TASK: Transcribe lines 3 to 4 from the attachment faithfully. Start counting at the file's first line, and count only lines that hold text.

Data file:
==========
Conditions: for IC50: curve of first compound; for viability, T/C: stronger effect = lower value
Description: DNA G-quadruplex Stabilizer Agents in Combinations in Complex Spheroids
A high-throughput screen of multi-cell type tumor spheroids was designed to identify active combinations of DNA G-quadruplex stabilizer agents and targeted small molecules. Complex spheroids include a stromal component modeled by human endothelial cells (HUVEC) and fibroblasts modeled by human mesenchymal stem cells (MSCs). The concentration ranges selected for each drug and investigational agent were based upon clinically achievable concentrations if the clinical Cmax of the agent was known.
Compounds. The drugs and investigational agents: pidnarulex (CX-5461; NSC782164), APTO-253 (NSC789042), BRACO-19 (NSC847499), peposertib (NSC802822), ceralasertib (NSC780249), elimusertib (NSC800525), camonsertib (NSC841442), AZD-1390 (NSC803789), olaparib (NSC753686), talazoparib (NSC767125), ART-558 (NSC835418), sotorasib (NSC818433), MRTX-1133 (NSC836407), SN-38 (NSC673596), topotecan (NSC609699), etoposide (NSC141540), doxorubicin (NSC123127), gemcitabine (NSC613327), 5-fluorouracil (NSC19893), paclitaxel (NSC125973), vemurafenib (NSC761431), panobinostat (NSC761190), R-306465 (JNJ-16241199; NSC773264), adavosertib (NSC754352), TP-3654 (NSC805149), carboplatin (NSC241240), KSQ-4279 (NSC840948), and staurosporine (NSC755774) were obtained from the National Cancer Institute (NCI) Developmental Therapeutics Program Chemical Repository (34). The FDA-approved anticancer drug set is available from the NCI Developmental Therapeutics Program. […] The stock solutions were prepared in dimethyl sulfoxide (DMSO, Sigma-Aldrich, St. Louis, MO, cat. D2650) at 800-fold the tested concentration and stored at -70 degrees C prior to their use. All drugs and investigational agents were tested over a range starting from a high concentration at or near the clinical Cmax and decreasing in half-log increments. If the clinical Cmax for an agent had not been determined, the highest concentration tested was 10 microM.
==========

A high-throughput screen of multi-cell type tumor spheroids was designed to identify active combinations of DNA G-quadruplex stabilizer agents and targeted small molecules. Complex spheroids include a stromal component modeled by human endothelial cells (HUVEC) and fibroblasts modeled by human mesenchymal stem cells (MSCs). The concentration ranges selected for each drug and investigational agent were based upon clinically achievable concentrations if the clinical Cmax of the agent was known.
Compounds. The drugs and investigational agents: pidnarulex (CX-5461; NSC782164), APTO-253 (NSC789042), BRACO-19 (NSC847499), peposertib (NSC802822), ceralasertib (NSC780249), elimusertib (NSC800525), camonsertib (NSC841442), AZD-1390 (NSC803789), olaparib (NSC753686), talazoparib (NSC767125), ART-558 (NSC835418), sotorasib (NSC818433), MRTX-1133 (NSC836407), SN-38 (NSC673596), topotecan (NSC609699), etoposide (NSC141540), doxorubicin (NSC123127), gemcitabine (NSC613327), 5-fluorouracil (NSC19893), paclitaxel (NSC125973), vemurafenib (NSC761431), panobinostat (NSC761190), R-306465 (JNJ-16241199; NSC773264), adavosertib (NSC754352), TP-3654 (NSC805149), carboplatin (NSC241240), KSQ-4279 (NSC840948), and staurosporine (NSC755774) were obtained from the National Cancer Institute (NCI) Developmental Therapeutics Program Chemical Repository (34). The FDA-approved anticancer drug set is available from the NCI Developmental Therapeutics Program. […] The stock solutions were prepared in dimethyl sulfoxide (DMSO, Sigma-Aldrich, St. Louis, MO, cat. D2650) at 800-fold the tested concentration and stored at -70 degrees C prior to their use. All drugs and investigational agents were tested over a range starting from a high concentration at or near the clinical Cmax and decreasing in half-log increments. If the clinical Cmax for an agent had not been determined, the highest concentration tested was 10 microM.